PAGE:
Take terrain or gradient into account as well, if you run on hills a lot. Most people tend to transition to a heel strike on downhills (as they lean back a bit) and go up on their forefoot when going uphill. Since I'm going downhill a lot faster than I am going up, the consequences for me slipping and falling on a downhill are probably more severe so I definitely emphasize some beefier screws on the back.
The number of screws is pretty much personal preference. More is not necessarily better, especially if they start to interfere with your stride mechanics. Matt in his article uses 16-18. I personally have found that to be too much, especially in the middle forefoot area, and have found 10-12 to be a happy medium. I usually go 6-8 in the front and 4-5 at the back.
It also helps to take into account the shape of the shoe and how that affects your gait. The Hoka Challenger (below, left) has more of a distinct rocker shape than the Altra Torins (below, right). This means there is less of a mid-stance, balance phase and any screws placed on the heel will definitely have less, if not zero, impact when transitioning from rear-foot to fore-foot. This means that you may need a few screws closer to the middle of the shoe. If you have a thinner shoe or a shoe with less cushioning or less stiffness, this may start to rub into your arch so just be aware.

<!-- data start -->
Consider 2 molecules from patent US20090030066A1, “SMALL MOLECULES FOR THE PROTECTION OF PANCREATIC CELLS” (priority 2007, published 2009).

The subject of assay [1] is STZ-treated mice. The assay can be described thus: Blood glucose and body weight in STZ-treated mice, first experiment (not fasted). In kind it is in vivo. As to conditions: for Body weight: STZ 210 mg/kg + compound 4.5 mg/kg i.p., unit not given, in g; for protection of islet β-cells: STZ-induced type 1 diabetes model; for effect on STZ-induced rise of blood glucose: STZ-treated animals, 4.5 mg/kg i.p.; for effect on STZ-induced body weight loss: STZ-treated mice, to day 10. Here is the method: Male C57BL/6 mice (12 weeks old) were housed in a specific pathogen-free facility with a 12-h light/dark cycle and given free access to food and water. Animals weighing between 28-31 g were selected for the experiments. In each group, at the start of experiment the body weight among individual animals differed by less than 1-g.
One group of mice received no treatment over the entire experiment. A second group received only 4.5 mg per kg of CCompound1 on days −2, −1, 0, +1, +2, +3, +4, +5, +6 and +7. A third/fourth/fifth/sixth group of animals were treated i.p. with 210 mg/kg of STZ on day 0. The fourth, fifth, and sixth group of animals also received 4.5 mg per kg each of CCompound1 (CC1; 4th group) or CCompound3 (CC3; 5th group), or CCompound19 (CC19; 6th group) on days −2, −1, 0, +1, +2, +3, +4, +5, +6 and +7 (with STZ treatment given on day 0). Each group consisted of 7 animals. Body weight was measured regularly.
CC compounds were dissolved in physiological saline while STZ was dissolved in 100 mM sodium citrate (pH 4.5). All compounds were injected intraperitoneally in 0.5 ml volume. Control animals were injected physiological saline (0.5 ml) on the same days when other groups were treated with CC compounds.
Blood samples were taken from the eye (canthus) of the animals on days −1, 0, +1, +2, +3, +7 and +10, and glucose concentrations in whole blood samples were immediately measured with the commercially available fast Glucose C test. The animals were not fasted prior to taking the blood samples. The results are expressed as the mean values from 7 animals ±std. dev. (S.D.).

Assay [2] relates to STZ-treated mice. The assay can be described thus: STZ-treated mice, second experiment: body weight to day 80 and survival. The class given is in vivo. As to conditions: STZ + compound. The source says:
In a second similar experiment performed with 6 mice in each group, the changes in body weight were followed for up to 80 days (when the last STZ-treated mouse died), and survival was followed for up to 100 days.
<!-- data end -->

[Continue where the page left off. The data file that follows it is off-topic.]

Here are a few tips!
1. Many shoes have deceiving outsoles/midsoles where your foot actually sits lower in the shoe than the midsole height from the outside will lead you to believe. Remove your insole BEFORE you start screwing the screws in so that, in case you select screws that are too long, they don't rip through your insole. You can also run your hand into your shoe to feel for any bumps or actual screw protrusions.
2. Experiment, experiment, experiment! After initial screw installation and before you first real run, take your screw shoes out for a few steps or a short run around to see if your screws are pushing on your feet in an uncomfortable way. Good news is, if there are, you can just move them! Customizability, FTW!
3. There are now trail shoes with features built in to optimize customizability like the Saucony Peregrines and Mad River TRs. These shoes now have spots, specifically for users to install #8 screws as well as drill out additional drainage holes (which is a tip/hack for another post!). This could be very helpful for runners and help make installing screws more straightforward. For me, I personally like the flexibility but if the configuration works, why not?
(pictures below courtesy of Saucony's website - Peregrines (left) and Mad River TR (right).)
There you have it! A (probably too) in-depth "analysis" of how to make your own screw shoes and how to determine optimal screw placements when you do so. Let me know what you think and please leave any feedback on if you have tried screw shoes and what works (and doesn't work) for you!